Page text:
One of the most controversial provisions of the new Affordable Care Act legislation (commonly known as Obamacare) is its requirement for insurance companies and employers to provide contraceptive coverage as part of health insurance plans. According to the rules set forth in the Affordable Care Act, preventative women's health services, including both hormonal and non-hormonal birth control, must be provided to women free from charges including co-pays.
However, one set of employers has rebelled against the new laws. Employers who have religious objections—both for profit and not for profit employers—have sued in federal court to prevent enforcement of the provisions of the Affordable Care Act requiring contraceptive coverage.
As of January 2013, the White House announced a new way to solve the controversial issue. Since religious organizations claim that their objection is based in having to actually pay for the contraceptive coverage, the government is now requiring insurers to cover contraceptive coverage separately, and at no cost, for anyone who has an employer paid healthcare plan.
In order for an organization to qualify for being exempt from paying for contraceptive coverage itself, it must meet a three-part test. The current law requires that to be considered primarily religious, the organization must have a main purpose of advancing religion, primarily employ people who believe in the religion, and primarily serve people who believe in the religion. This means that many organizations that are religious—for example, a Catholic hospital—might not be able to seek an exemption from contraception coverage under the new rule.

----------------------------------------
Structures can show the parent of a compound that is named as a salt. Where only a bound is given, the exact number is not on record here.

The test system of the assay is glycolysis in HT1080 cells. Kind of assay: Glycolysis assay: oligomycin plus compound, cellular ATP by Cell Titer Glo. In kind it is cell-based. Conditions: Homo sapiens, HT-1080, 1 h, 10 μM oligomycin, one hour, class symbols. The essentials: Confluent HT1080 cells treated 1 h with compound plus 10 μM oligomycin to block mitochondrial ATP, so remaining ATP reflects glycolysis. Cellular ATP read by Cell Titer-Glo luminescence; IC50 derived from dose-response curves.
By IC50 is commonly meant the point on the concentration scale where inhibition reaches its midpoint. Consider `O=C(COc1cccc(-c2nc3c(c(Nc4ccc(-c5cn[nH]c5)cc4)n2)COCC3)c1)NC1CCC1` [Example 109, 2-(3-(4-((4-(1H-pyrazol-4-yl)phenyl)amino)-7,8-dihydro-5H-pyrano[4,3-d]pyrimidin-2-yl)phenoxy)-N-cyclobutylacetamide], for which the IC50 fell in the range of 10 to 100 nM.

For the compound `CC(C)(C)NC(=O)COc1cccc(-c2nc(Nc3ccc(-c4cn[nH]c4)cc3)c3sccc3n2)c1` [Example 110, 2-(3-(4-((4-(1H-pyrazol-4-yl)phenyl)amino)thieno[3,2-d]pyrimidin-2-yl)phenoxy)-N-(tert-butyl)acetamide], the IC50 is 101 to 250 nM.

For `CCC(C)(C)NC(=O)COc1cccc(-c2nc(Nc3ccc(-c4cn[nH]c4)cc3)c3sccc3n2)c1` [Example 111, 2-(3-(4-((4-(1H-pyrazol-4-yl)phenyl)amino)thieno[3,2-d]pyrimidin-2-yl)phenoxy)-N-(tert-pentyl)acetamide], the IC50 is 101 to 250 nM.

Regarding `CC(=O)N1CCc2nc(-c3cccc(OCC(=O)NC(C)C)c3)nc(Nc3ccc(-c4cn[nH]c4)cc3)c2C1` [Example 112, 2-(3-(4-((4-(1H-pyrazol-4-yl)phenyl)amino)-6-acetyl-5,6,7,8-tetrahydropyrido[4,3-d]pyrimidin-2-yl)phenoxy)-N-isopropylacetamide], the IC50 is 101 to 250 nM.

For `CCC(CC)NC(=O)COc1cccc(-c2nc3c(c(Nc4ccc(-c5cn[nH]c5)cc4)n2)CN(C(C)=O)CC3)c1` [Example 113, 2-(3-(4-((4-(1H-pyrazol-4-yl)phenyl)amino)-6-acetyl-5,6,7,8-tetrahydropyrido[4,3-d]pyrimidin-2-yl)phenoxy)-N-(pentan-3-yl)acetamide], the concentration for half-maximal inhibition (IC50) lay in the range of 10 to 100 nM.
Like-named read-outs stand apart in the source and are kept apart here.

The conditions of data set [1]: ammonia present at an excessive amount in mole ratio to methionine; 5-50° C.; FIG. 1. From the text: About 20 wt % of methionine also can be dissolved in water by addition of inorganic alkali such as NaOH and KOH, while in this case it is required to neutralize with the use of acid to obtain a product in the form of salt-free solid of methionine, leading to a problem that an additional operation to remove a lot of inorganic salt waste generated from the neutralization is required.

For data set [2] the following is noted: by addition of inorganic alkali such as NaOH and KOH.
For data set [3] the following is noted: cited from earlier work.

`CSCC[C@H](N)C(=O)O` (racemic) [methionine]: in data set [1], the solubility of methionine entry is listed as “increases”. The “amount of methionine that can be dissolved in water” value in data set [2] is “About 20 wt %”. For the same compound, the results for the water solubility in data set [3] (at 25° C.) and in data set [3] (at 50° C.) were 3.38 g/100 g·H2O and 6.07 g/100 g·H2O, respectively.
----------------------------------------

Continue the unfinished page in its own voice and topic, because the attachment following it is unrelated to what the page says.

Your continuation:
According to most analyses, insurers find contraception coverage to be cost neutral or even positive. This is because childbirth, pregnancy, and infancy are extremely expensive, and preventing pregnancy until parents are ready for childbearing and parenthood eventually saves a great deal of money for insurers.
Not all employers are happy with the new proposal. Some Catholic employers have already expressed a desire to fight the law, saying that the effect is similar to if they had paid for the contraception coverage themselves.
Student health insurance is also impacted by the new policy. According to new guidelines, religious non profit institutions of higher education may apply for accommodations according to the law in the same way that an employer could. This will ensure that even students at religious universities—like Georgetown Law student Sandra Fluke, thrust into the spotlight in the 2012 election season—have access to the same contraceptives that women at public schools can access.